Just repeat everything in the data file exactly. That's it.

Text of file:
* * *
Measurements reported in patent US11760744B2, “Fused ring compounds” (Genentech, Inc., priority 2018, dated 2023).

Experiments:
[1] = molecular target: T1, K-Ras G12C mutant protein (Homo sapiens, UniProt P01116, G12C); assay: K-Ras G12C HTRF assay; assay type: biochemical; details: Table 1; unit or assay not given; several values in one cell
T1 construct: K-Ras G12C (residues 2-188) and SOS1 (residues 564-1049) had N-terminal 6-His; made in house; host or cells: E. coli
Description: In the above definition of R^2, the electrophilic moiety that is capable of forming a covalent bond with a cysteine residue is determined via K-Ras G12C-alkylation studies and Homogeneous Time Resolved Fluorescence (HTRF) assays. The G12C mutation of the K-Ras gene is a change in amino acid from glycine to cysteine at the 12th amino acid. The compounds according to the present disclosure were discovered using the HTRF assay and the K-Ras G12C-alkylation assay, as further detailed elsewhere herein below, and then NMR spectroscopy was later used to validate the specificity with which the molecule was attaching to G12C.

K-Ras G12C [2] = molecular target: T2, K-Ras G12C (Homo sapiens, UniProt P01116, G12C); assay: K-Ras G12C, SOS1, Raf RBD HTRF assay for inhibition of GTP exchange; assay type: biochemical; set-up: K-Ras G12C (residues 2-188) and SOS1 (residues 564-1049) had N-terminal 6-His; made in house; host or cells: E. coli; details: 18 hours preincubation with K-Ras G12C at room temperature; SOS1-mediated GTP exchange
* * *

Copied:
Measurements reported in patent US11760744B2, “Fused ring compounds” (Genentech, Inc., priority 2018, dated 2023).

Experiments:
[1] = molecular target: T1, K-Ras G12C mutant protein (Homo sapiens, UniProt P01116, G12C); assay: K-Ras G12C HTRF assay; assay type: biochemical; details: Table 1; unit or assay not given; several values in one cell
T1 construct: K-Ras G12C (residues 2-188) and SOS1 (residues 564-1049) had N-terminal 6-His; made in house; host or cells: E. coli
Description: In the above definition of R^2, the electrophilic moiety that is capable of forming a covalent bond with a cysteine residue is determined via K-Ras G12C-alkylation studies and Homogeneous Time Resolved Fluorescence (HTRF) assays. The G12C mutation of the K-Ras gene is a change in amino acid from glycine to cysteine at the 12th amino acid. The compounds according to the present disclosure were discovered using the HTRF assay and the K-Ras G12C-alkylation assay, as further detailed elsewhere herein below, and then NMR spectroscopy was later used to validate the specificity with which the molecule was attaching to G12C.

K-Ras G12C [2] = molecular target: T2, K-Ras G12C (Homo sapiens, UniProt P01116, G12C); assay: K-Ras G12C, SOS1, Raf RBD HTRF assay for inhibition of GTP exchange; assay type: biochemical; set-up: K-Ras G12C (residues 2-188) and SOS1 (residues 564-1049) had N-terminal 6-His; made in house; host or cells: E. coli; details: 18 hours preincubation with K-Ras G12C at room temperature; SOS1-mediated GTP exchange